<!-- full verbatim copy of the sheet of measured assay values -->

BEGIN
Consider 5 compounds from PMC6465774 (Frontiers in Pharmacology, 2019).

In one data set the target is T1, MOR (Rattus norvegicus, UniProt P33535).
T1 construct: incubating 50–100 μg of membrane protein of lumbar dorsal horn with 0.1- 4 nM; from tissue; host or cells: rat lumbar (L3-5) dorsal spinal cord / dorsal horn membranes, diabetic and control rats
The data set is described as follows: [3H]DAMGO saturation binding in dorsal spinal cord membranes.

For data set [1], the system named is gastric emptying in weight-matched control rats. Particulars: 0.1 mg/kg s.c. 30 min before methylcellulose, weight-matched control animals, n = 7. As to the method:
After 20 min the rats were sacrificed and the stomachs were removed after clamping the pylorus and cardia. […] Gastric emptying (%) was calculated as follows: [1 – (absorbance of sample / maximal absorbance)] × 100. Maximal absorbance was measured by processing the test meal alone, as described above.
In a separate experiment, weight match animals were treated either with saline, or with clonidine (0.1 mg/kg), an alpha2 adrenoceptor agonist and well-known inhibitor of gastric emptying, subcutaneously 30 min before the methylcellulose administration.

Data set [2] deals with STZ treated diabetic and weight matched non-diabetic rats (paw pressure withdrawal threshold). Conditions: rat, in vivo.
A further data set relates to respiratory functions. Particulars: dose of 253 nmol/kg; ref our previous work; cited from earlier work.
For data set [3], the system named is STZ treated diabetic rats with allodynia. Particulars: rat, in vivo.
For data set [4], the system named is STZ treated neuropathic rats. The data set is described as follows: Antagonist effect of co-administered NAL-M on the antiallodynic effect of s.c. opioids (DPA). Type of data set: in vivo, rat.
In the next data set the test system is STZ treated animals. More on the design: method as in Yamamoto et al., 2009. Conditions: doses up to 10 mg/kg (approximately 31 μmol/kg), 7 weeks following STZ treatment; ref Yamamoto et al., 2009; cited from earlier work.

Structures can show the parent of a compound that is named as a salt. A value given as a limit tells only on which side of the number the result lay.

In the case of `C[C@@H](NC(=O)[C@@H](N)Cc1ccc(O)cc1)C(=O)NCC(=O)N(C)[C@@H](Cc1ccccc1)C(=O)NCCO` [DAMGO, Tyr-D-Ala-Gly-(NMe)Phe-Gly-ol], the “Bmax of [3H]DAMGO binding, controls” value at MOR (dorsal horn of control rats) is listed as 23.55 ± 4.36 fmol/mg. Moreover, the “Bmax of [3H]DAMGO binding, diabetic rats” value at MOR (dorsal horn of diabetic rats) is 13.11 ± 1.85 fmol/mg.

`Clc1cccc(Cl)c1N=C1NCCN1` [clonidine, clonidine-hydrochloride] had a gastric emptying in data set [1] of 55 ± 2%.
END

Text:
Consider 5 compounds from PMC6465774 (Frontiers in Pharmacology, 2019).

In one data set the target is T1, MOR (Rattus norvegicus, UniProt P33535).
T1 construct: incubating 50–100 μg of membrane protein of lumbar dorsal horn with 0.1- 4 nM; from tissue; host or cells: rat lumbar (L3-5) dorsal spinal cord / dorsal horn membranes, diabetic and control rats
The data set is described as follows: [3H]DAMGO saturation binding in dorsal spinal cord membranes.

For data set [1], the system named is gastric emptying in weight-matched control rats. Particulars: 0.1 mg/kg s.c. 30 min before methylcellulose, weight-matched control animals, n = 7. As to the method:
After 20 min the rats were sacrificed and the stomachs were removed after clamping the pylorus and cardia. […] Gastric emptying (%) was calculated as follows: [1 – (absorbance of sample / maximal absorbance)] × 100. Maximal absorbance was measured by processing the test meal alone, as described above.
In a separate experiment, weight match animals were treated either with saline, or with clonidine (0.1 mg/kg), an alpha2 adrenoceptor agonist and well-known inhibitor of gastric emptying, subcutaneously 30 min before the methylcellulose administration.

Data set [2] deals with STZ treated diabetic and weight matched non-diabetic rats (paw pressure withdrawal threshold). Conditions: rat, in vivo.
A further data set relates to respiratory functions. Particulars: dose of 253 nmol/kg; ref our previous work; cited from earlier work.
For data set [3], the system named is STZ treated diabetic rats with allodynia. Particulars: rat, in vivo.
For data set [4], the system named is STZ treated neuropathic rats. The data set is described as follows: Antagonist effect of co-administered NAL-M on the antiallodynic effect of s.c. opioids (DPA). Type of data set: in vivo, rat.
In the next data set the test system is STZ treated animals. More on the design: method as in Yamamoto et al., 2009. Conditions: doses up to 10 mg/kg (approximately 31 μmol/kg), 7 weeks following STZ treatment; ref Yamamoto et al., 2009; cited from earlier work.

Structures can show the parent of a compound that is named as a salt. A value given as a limit tells only on which side of the number the result lay.

In the case of `C[C@@H](NC(=O)[C@@H](N)Cc1ccc(O)cc1)C(=O)NCC(=O)N(C)[C@@H](Cc1ccccc1)C(=O)NCCO` [DAMGO, Tyr-D-Ala-Gly-(NMe)Phe-Gly-ol], the “Bmax of [3H]DAMGO binding, controls” value at MOR (dorsal horn of control rats) is listed as 23.55 ± 4.36 fmol/mg. Moreover, the “Bmax of [3H]DAMGO binding, diabetic rats” value at MOR (dorsal horn of diabetic rats) is 13.11 ± 1.85 fmol/mg.

`Clc1cccc(Cl)c1N=C1NCCN1` [clonidine, clonidine-hydrochloride] had a gastric emptying in data set [1] of 55 ± 2%.